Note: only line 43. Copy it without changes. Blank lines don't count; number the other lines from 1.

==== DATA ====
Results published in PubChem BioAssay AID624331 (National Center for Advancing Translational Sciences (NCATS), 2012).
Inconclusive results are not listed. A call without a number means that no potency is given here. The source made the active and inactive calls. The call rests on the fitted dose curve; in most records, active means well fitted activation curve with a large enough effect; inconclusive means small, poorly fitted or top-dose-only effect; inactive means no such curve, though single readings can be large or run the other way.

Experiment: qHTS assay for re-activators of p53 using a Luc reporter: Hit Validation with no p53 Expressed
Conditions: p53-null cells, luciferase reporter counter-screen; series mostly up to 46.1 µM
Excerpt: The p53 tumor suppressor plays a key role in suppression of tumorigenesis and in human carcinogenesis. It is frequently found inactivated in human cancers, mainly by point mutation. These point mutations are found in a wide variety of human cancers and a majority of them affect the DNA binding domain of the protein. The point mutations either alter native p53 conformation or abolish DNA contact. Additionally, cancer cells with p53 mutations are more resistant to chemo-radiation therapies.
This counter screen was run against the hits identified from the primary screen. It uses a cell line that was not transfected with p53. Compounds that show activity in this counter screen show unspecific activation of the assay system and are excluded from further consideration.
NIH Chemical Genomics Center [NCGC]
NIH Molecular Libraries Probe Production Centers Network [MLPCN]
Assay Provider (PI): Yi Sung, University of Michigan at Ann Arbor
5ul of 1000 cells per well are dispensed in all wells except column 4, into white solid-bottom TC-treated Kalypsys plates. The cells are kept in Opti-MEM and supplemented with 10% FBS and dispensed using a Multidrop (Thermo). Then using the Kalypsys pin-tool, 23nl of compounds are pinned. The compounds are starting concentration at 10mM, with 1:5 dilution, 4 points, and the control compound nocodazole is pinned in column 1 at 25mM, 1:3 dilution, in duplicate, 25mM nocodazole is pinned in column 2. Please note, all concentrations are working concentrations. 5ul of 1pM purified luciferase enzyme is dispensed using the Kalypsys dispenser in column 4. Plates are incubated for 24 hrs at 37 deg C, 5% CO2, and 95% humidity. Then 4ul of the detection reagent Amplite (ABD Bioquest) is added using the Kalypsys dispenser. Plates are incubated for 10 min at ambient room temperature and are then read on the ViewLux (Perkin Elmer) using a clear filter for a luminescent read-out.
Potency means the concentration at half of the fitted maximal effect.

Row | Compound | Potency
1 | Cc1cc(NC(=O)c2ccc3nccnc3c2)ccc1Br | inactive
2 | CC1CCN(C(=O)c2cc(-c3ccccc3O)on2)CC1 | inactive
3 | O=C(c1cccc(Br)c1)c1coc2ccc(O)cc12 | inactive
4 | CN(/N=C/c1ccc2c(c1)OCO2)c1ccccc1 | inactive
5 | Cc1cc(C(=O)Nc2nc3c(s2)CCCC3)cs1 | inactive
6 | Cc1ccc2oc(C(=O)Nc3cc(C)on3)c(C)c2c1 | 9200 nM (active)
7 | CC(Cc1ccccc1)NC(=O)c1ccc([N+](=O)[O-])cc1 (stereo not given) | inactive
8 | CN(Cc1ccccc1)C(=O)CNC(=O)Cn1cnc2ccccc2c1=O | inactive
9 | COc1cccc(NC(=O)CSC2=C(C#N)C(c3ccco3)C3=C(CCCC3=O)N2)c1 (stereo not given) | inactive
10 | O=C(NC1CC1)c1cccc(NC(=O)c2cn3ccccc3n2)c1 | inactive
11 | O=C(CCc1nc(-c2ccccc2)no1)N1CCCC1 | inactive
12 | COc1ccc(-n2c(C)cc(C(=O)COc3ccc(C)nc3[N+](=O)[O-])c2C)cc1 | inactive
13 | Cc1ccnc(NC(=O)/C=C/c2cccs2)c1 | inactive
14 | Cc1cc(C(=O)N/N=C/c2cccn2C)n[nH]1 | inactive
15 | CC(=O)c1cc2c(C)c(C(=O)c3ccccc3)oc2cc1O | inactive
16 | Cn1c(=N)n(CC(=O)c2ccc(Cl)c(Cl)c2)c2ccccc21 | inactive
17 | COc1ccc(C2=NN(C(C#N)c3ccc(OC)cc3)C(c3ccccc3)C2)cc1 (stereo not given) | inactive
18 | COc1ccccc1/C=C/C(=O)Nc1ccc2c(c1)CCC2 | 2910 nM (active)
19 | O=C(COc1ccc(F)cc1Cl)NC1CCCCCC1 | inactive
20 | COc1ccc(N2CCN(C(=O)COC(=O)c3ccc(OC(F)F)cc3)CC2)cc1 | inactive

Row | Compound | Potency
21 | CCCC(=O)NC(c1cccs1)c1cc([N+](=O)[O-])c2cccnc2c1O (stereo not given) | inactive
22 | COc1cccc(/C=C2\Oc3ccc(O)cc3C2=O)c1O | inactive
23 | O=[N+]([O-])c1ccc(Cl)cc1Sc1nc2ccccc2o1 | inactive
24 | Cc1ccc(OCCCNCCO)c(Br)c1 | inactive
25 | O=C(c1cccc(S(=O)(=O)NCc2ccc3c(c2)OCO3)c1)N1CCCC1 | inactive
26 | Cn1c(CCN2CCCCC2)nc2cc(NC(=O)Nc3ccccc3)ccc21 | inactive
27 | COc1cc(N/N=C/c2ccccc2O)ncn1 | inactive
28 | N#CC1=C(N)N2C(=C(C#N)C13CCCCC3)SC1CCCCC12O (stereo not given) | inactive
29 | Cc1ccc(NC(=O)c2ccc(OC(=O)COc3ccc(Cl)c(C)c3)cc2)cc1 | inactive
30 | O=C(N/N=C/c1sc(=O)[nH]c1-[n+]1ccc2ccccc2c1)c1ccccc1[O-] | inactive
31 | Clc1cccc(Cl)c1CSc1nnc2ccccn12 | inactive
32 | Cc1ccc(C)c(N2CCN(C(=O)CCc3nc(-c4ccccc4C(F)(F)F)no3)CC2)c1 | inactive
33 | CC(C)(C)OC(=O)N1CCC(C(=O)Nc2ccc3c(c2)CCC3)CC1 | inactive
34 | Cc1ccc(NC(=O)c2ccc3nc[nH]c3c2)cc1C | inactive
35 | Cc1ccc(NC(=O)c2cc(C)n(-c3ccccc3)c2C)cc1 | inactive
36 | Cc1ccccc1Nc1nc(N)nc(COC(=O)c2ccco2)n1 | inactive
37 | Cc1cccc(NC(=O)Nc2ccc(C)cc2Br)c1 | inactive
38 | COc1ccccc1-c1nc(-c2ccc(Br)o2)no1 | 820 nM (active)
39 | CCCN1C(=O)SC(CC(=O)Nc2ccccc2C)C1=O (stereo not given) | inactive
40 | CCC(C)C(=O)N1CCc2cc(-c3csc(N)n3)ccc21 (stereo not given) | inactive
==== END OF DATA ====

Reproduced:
30 | O=C(N/N=C/c1sc(=O)[nH]c1-[n+]1ccc2ccccc2c1)c1ccccc1[O-] | inactive